Please note: Regulations for doctorates at the many participating universities/faculties may differ considerably. Make sure that you know as quickly as possible which rules apply to your thesis at your university and your faculty for the duration of your doctoral project. Each faculty has advisory personnel for doctoral candidates, and they may be asked to supply candidates with the current set of rules and regulations. The set of rules and regulations will also be available online on the faculty’s website.
Below, we will give you two examples (excerpts only) from Humboldt-Universität (HU).
Regulations of HU Faculty of Life Sciences (excerpt), last amended 2015
§ 7 Supervision of the dissertation (Supervisors = Betreuer)
(1) The dissertation shall be supervised by at least one university lecturer in accordance with § 5 (1).
(2) The Faculty Council (Fakultätsrat) may, upon proposal by the institutes, grant the right to supervise individual projects to junior research group leaders, limited in time for the duration of the doctoral project. The prerequisites are that the junior research group leaders must demonstrate experience in supervising junior researchers, their own scientific quality and the ability to teach independently. The requirements are defined by the institutes.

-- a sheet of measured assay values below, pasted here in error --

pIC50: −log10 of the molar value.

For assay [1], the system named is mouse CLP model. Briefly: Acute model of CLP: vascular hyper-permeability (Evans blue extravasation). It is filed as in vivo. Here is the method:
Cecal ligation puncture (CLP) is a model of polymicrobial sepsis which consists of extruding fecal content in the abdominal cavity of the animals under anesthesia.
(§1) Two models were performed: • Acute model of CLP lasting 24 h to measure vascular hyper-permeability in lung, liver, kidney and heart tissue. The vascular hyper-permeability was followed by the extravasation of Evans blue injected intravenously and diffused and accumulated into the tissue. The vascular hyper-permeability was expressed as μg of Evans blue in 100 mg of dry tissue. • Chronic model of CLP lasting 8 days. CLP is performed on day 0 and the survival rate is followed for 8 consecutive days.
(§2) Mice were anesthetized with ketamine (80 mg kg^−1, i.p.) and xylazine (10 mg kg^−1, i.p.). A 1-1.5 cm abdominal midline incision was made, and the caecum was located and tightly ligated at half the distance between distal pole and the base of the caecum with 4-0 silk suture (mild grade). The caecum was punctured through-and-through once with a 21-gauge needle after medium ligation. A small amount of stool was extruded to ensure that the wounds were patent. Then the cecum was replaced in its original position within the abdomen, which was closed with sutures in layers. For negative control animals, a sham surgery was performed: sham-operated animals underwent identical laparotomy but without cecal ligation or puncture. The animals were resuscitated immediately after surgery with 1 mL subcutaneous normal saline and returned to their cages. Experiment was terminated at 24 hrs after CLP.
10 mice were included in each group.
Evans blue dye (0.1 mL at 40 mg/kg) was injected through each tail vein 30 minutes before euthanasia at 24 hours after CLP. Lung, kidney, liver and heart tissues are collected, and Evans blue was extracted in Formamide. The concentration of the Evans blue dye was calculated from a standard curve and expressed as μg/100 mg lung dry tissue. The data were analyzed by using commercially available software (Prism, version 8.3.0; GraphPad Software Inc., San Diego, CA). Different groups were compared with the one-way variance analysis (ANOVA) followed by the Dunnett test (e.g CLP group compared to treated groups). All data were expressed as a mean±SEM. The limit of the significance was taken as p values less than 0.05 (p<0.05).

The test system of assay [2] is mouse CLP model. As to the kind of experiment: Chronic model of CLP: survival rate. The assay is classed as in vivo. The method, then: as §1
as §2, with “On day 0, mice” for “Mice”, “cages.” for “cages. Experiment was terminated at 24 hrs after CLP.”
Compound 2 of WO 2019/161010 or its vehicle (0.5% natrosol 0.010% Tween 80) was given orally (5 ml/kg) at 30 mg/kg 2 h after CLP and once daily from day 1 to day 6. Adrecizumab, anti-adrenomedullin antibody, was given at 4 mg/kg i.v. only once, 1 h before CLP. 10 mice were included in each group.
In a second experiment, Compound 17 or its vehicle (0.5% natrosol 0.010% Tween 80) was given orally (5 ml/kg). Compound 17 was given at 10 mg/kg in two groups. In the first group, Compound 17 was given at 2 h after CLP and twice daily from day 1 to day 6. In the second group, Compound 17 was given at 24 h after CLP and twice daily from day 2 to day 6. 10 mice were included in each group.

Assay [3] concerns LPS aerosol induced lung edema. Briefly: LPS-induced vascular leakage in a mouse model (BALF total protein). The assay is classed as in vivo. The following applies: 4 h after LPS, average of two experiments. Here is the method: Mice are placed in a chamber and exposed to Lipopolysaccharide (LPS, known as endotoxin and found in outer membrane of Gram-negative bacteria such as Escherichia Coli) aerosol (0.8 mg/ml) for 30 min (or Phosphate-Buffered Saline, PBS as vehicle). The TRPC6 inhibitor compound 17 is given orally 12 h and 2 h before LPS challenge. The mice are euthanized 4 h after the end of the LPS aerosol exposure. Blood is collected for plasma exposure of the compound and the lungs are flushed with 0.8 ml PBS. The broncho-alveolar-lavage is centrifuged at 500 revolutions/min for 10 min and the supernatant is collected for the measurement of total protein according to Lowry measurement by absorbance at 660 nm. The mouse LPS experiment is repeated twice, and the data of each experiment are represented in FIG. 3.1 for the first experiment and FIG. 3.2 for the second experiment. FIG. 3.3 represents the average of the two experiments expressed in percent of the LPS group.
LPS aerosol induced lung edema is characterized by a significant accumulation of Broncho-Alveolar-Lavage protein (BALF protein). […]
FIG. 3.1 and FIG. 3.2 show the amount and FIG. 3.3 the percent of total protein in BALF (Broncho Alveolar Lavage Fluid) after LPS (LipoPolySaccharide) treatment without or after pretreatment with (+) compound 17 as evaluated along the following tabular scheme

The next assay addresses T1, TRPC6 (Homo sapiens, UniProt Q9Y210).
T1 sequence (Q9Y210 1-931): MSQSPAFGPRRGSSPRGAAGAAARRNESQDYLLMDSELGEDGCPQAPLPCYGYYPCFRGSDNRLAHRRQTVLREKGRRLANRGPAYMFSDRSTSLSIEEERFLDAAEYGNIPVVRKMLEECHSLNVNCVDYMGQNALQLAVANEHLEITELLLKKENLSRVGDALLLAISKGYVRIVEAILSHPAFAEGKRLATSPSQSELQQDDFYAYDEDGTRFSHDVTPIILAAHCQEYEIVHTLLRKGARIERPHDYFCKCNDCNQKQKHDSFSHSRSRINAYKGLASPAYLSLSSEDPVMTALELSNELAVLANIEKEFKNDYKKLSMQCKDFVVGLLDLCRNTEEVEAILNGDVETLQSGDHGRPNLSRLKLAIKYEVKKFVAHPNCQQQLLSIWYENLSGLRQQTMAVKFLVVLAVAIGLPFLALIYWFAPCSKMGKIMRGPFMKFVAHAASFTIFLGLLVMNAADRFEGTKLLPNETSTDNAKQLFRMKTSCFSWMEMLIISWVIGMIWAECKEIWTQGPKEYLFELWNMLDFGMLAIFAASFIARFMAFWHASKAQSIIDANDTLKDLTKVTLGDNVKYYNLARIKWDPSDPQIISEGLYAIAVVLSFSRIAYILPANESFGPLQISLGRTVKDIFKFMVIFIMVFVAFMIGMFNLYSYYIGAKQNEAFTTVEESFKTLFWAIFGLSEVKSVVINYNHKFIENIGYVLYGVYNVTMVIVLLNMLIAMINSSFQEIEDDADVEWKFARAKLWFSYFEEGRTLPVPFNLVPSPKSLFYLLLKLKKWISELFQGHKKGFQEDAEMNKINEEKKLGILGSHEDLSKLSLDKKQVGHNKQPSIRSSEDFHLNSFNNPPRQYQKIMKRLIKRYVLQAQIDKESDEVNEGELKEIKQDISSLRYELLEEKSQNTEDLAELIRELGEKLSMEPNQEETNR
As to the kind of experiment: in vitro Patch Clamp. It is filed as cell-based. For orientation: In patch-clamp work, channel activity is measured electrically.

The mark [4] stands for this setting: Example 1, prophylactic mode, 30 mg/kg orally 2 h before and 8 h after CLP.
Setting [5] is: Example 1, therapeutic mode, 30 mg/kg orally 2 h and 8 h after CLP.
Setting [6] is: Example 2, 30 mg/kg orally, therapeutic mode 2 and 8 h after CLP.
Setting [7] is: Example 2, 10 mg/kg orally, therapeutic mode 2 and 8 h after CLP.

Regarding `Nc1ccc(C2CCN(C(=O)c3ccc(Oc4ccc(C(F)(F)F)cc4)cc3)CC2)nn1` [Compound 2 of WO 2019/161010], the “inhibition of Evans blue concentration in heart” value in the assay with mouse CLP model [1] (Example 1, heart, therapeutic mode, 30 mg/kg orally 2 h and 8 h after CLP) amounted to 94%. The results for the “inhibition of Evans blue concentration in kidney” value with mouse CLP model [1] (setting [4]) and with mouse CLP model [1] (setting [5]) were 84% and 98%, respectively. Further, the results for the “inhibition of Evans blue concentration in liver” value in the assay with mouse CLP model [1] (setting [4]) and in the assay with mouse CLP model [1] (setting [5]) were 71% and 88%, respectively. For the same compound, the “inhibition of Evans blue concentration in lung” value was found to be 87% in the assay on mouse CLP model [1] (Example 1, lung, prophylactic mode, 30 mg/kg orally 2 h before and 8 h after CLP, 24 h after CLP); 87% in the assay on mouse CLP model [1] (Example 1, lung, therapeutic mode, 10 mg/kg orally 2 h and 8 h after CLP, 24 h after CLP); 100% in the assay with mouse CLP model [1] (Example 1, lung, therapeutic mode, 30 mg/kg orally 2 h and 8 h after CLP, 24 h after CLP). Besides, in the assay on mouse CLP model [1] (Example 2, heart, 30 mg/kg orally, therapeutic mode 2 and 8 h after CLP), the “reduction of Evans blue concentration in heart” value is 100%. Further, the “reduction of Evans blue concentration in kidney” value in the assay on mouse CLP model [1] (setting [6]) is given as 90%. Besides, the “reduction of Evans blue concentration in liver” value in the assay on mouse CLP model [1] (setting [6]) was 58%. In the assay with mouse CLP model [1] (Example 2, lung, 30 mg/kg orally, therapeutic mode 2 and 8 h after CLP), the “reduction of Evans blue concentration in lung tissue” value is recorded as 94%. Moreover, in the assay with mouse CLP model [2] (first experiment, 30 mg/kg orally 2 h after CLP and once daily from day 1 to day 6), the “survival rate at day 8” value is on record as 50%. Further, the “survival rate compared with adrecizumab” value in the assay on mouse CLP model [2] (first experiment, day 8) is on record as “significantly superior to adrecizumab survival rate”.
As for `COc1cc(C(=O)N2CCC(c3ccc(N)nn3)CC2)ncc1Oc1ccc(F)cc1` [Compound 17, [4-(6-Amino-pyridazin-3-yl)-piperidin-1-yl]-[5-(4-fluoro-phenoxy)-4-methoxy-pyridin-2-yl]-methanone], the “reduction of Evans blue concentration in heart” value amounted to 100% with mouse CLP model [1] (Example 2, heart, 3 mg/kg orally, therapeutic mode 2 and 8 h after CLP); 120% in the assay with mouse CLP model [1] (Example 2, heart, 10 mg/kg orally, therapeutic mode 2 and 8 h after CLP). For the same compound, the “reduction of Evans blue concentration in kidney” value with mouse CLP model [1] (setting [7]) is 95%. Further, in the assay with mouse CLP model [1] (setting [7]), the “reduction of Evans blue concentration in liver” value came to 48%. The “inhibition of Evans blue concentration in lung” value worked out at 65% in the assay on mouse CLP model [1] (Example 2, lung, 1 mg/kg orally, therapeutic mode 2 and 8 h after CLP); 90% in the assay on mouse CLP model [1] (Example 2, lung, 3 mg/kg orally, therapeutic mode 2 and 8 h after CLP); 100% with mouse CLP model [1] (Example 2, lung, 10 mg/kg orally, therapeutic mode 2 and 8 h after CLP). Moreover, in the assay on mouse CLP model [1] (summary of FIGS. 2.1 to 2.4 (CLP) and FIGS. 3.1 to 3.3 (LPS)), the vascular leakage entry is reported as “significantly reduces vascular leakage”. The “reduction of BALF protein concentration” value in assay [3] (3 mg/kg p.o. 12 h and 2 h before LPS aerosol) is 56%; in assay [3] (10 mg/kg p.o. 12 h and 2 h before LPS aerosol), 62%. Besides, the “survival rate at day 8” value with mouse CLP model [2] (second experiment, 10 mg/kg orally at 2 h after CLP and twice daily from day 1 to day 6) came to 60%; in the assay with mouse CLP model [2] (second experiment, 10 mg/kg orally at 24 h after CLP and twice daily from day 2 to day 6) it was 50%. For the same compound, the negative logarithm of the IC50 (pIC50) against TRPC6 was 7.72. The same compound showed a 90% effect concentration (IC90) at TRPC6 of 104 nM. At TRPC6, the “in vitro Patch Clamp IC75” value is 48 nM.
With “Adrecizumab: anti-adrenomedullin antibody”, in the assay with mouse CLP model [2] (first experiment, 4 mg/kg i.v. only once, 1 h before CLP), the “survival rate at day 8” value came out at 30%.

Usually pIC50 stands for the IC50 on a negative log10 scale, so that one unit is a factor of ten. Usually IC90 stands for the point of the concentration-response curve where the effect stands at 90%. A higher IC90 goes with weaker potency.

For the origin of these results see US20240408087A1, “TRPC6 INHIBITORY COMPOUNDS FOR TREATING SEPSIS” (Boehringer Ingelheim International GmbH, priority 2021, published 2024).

(3) Within the framework of structured doctoral programmes [this applies to the Berlin School of Mind and Brain], the dissertation may also be supervised and evaluated by university lecturers or teaching staff from other faculties or research institutions and by junior research group leaders who meet the requirements set out in § 7 (2). The corresponding authorization will be granted by the Faculty Council in individual cases at the request of the Institute and will be limited in time for the duration of the program.
(4) The supervisor and the doctoral candidate agree on the most important cornerstones of the doctoral project in the form of a Supervision Agreement in accordance with Appendix 2.
(5) In addition to the supervision by a university teacher, subject-specific supervision can be ensured by a mentor who has at least a doctorate.
§ 8 Doctoral Commission (Reviewers/Assessors = Gutachter)